Uriel took a deep breath and with a mighty arm hurled the sword towards the tree. The sword arced through the air like a comet in the heaven before landing with a loud thud in the trunk. Uriel ran toward the sword with powerful legs and slammed into the pommel driving the flaming blade deep into the tree.

A crack appeared at the blade and ran up the trunk as a blackness started to spread, slowly the tree blacken. The pulsing light slowed and eventually stopped. Small tongues of flame leaped from the pommel of the sword and ran across the dying bark like little mischievous dancers. Soon the tree was ablaze and Uriel pulled his sword free.

“It is done.”

Michael smiled and clasped his brother on the shoulder. His massive white wings unfurled from his back as he looked deep into Uriel’s crystal blue eyes.

“Come brother. It’s time to go home.”

Uriel opened his silver wings like his brother and sheath his flaming sword.
They both looked to the heavens as they crouch, with mighty legs they jumped into the sky and let their wings carry them back to heaven.

 


 

 

1000 Years later.

 

The harsh wind blew sand into his face. The cloth wrapping around his head protecting him from the sun curled down around his face to his neck. He still had little reprises from the fragments of the damn desert trying to become one with his eyes.

The camel didn’t seem to be much bothered by the storm, they never did, it’s lumbering form tugged him forward. The rope between them sagged a little as the man stumbled forward and fell to his knees. He tugged at the rope and the camel stopped.

The wind picked up again and he cursed the heavens. Why had he set out on this foolish quest? Abd al Hakim cursed his cousin Tariq and his own stupidity believing that he had seen the fabled garden. He cursed the damn wine too that had gotten him drunk enough to challenge his claim. Now he was stuck miles from the safety of his people and the warmth of women.

 

The gravity of the situation settled in as the storm strengthened. He buried his head in the sand and waited until it abated.

Hakim crawled back to his camel with his head low avoiding the flying sand.
He felt something under his finger tip. Something slightly silky and almost moist. He squinted and pulled up a clump of sand to his face, it took him a moment to realize that he was seeing tiny green flecks of grass within the orange sand.

When the wind slowly died he raised his head. Hakim had never been lost for word but today the word just wouldn’t come out. His mouth moved and his eyes blinked but still the vision stay in focus.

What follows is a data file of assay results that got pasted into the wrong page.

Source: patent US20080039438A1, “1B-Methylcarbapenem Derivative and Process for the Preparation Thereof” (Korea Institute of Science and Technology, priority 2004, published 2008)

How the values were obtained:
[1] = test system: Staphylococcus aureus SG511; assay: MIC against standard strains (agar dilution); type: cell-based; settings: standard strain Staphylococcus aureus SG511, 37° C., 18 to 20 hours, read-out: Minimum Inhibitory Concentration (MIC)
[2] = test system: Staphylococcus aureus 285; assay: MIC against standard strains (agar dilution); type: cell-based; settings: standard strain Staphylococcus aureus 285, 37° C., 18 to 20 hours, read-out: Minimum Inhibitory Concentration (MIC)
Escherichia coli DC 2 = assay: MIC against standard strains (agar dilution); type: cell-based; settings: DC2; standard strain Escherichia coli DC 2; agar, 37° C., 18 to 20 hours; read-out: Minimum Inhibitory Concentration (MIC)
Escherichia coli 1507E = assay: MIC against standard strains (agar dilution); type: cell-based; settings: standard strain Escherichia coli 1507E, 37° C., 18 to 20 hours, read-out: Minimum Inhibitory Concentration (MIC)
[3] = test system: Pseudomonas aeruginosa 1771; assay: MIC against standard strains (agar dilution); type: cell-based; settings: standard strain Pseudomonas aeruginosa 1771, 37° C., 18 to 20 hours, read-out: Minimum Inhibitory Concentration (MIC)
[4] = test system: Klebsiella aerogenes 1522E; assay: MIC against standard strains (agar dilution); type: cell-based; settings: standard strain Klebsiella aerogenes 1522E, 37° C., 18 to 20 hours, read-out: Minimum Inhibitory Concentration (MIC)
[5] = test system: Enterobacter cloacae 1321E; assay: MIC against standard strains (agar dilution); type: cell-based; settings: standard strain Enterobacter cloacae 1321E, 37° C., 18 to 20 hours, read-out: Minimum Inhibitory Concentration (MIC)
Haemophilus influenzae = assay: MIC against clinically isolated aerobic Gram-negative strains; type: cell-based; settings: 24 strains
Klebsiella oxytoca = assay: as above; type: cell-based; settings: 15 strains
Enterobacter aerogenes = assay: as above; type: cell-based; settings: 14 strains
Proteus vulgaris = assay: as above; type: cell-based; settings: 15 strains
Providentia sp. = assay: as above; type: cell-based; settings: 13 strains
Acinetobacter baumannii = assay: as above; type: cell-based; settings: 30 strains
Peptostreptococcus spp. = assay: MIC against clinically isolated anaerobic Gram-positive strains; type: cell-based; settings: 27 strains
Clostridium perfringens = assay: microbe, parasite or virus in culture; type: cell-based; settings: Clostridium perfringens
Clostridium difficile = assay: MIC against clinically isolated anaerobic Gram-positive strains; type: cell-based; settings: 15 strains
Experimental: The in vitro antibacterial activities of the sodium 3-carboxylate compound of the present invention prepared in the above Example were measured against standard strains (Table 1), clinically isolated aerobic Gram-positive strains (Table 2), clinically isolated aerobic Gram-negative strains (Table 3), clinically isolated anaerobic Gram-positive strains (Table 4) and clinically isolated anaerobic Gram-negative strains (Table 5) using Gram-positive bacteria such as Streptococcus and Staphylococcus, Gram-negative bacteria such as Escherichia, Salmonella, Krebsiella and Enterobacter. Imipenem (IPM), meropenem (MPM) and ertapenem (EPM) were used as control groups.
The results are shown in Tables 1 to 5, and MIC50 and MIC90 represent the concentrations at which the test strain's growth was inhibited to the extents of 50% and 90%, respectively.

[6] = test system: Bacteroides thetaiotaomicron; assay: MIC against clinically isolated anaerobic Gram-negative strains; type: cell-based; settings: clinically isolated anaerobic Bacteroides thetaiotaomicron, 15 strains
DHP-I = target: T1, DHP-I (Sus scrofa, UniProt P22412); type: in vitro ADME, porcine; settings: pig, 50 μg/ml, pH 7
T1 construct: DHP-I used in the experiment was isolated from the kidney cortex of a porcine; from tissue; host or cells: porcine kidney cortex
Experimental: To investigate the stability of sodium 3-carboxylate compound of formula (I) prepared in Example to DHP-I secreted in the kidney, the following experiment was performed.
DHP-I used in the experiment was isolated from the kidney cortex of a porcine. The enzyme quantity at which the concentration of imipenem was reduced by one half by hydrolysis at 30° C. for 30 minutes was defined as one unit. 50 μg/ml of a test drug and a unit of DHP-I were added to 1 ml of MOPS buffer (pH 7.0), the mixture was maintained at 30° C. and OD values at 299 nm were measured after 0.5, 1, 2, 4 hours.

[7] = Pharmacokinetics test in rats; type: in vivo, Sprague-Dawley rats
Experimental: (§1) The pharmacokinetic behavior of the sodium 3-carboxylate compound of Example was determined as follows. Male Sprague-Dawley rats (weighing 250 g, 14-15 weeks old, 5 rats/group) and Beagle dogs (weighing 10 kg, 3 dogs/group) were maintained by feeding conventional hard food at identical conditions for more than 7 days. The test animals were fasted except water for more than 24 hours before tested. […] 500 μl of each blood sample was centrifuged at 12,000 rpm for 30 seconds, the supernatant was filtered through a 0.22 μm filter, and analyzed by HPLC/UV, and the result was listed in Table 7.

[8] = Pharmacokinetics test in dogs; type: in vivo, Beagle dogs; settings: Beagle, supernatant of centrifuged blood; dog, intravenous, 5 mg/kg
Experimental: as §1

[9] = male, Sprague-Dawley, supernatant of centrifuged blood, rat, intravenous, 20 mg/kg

He had found it, Tariq wasn’t crazy, he had seen the garden.

Hundreds of bare trees stood before him like black skeletal fingers protruding from the golden sand. A fire had at some point devastated the once luscious garden.
Now all that was here was death but that didn’t bother Hakim. No, if the old legends were true then there was a prize at the center more valuable than anything on this earth.
He stood and removed the fabric before his eyes as he tied the camel to the first tree. Slowly he made his way toward his destination dumbfounded of what he was seeing.

At the center, the biggest tree he had ever seen laid burnt and broken on its side. A deep gash ran the length of the crispy trunk. Hakim stopped and surveyed his surrounding. This had to be it, but it wasn’t the magical Eden the old story told of. No rolling grass or splendid trees bearing delicious fruits and no tree of knowledge. The garden also didn’t feel him with tranquillity or profound peace.

Hakim picked up a fallen branch and hurled it toward a tree with rage. The twigs snapped off as it skipped along the desolate surface, and finally buried itself in the sand. Hakim dropped his head and wipe a hand across his face in defeat. When he looks up he saw a faint glow beneath the branch he had just thrown.

He rushed to its side and dug at the sharp sand. Until he revealed a large fruit that glowed a faint white. The surface of the fruit was slippery and cold to the touch, on either side of the fruit was a set different teeth marks – one big and one small – like two people had tried the fruit together.

He brushed at the loose sand and held the fruit up to the sun, it was almost translucent with a pulsing ball of white light at its center.

His cousin had made him look a fool that night with his challenge of finding this oasis. But who would be the fool now? In honesty, he never believed in the garden of Eden. Never believe in the old stories, but now he held the fruit that Adam and Eve had condemned humanity with. This would make him richer than a sultan, maybe the richest man in the world.

Hakim wrapped the fruit in the cloth from his head and slowly made his way back to his camel. His thought swimming with the possibility of what he would buy with his new found wealth.

 

>>> Next Chapter